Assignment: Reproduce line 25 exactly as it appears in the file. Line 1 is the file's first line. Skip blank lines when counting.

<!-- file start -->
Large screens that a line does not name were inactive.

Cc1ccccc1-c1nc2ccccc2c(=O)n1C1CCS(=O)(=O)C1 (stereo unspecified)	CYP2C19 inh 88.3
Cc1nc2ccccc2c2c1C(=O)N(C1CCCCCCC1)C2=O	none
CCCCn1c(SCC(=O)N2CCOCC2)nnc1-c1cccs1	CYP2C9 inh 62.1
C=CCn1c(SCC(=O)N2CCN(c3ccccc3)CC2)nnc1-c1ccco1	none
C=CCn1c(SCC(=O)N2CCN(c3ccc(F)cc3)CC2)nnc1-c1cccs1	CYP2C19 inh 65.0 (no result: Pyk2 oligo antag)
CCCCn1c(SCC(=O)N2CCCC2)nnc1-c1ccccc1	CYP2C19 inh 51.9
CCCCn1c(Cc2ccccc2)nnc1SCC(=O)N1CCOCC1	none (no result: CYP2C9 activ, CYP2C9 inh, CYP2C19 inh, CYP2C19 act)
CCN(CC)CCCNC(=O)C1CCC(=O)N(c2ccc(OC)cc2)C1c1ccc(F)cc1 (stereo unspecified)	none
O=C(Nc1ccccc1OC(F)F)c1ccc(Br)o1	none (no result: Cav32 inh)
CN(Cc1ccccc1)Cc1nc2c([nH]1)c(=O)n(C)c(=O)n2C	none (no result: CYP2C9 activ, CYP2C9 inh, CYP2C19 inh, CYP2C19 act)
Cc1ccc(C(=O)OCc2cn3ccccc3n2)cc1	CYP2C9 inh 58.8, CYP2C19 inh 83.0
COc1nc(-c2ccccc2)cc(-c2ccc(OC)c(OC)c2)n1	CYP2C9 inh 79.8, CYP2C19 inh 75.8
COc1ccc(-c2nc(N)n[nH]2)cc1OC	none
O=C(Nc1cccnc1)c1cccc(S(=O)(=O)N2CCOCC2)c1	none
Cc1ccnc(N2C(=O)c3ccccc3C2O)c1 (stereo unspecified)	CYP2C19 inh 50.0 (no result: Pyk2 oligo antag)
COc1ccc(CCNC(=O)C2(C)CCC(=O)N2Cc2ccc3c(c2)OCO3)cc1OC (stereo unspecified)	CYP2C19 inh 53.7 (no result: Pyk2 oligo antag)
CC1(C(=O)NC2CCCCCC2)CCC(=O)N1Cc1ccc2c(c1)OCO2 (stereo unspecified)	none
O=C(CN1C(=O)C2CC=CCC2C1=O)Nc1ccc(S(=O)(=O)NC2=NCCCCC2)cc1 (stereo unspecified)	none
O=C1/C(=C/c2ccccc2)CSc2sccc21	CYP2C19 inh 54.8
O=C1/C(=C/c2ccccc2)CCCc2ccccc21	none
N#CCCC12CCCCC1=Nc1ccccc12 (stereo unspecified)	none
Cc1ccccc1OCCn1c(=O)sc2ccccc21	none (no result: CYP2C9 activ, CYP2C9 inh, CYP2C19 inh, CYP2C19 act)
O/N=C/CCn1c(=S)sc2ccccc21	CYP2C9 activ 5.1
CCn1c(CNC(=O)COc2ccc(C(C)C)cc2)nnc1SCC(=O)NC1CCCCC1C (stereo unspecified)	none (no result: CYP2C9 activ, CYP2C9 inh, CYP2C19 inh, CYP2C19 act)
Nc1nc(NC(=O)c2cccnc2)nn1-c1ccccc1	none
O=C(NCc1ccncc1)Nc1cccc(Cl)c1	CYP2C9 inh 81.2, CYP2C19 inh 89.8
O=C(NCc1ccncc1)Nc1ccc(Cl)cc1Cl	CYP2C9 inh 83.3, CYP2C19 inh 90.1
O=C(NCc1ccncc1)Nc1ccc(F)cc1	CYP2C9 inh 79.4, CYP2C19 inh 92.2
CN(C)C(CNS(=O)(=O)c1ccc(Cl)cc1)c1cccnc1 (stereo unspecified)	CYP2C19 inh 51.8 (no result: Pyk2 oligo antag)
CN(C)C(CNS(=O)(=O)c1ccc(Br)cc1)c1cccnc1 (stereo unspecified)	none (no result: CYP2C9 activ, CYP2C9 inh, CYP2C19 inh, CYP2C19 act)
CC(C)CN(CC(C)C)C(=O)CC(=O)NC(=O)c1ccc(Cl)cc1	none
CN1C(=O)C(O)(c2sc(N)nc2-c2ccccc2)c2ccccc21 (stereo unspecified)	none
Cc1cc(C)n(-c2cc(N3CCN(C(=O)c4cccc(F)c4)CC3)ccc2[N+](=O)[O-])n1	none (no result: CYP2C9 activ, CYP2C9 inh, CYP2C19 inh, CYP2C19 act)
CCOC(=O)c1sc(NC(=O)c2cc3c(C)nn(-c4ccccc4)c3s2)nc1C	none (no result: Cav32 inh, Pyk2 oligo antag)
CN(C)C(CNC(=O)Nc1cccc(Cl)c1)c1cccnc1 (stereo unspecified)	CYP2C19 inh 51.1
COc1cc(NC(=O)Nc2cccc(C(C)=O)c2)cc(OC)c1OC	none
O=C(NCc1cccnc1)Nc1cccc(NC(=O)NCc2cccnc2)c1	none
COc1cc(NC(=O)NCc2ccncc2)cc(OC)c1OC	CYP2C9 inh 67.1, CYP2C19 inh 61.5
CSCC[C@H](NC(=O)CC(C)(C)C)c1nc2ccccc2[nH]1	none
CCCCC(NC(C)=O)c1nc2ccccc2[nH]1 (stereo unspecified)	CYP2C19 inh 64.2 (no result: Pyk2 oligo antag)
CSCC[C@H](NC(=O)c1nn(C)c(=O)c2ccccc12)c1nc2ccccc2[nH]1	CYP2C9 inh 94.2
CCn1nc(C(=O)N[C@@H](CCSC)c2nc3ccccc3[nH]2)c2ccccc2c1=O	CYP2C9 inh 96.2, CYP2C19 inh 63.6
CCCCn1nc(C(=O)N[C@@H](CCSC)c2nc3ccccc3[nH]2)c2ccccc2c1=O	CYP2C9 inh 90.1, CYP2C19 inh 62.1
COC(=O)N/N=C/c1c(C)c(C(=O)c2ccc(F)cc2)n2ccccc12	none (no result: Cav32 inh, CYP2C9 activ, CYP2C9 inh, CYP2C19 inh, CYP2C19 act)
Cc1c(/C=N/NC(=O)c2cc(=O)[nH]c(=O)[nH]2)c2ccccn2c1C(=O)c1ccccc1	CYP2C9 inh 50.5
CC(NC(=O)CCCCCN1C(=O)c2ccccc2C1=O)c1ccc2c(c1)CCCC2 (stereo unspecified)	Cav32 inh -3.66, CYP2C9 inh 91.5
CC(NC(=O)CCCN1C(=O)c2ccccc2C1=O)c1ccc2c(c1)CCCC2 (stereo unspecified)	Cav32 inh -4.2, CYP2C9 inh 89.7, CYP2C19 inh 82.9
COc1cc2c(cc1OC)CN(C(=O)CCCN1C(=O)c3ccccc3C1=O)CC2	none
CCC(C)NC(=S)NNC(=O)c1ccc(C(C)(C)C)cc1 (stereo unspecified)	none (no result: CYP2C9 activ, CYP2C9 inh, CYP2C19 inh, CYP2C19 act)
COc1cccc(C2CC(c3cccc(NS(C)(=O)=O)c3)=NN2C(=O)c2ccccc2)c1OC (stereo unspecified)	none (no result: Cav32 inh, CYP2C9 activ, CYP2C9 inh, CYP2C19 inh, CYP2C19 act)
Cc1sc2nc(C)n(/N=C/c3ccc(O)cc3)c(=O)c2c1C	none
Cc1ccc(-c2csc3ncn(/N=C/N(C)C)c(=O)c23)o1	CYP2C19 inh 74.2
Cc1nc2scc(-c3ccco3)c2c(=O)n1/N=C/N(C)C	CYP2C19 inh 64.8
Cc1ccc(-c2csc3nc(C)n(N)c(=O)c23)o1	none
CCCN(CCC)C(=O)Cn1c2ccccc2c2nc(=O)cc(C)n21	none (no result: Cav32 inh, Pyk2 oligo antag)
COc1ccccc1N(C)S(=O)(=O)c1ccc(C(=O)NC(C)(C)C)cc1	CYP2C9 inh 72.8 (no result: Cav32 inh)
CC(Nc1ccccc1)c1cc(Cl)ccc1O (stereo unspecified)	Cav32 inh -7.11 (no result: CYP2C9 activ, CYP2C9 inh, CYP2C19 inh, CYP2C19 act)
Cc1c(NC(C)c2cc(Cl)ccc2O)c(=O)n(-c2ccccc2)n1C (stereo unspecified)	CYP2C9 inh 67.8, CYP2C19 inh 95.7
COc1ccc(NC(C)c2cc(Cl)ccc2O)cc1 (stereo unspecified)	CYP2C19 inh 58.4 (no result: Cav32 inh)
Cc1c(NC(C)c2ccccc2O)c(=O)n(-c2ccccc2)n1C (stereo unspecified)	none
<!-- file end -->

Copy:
CCn1c(CNC(=O)COc2ccc(C(C)C)cc2)nnc1SCC(=O)NC1CCCCC1C (stereo unspecified)	none (no result: CYP2C9 activ, CYP2C9 inh, CYP2C19 inh, CYP2C19 act)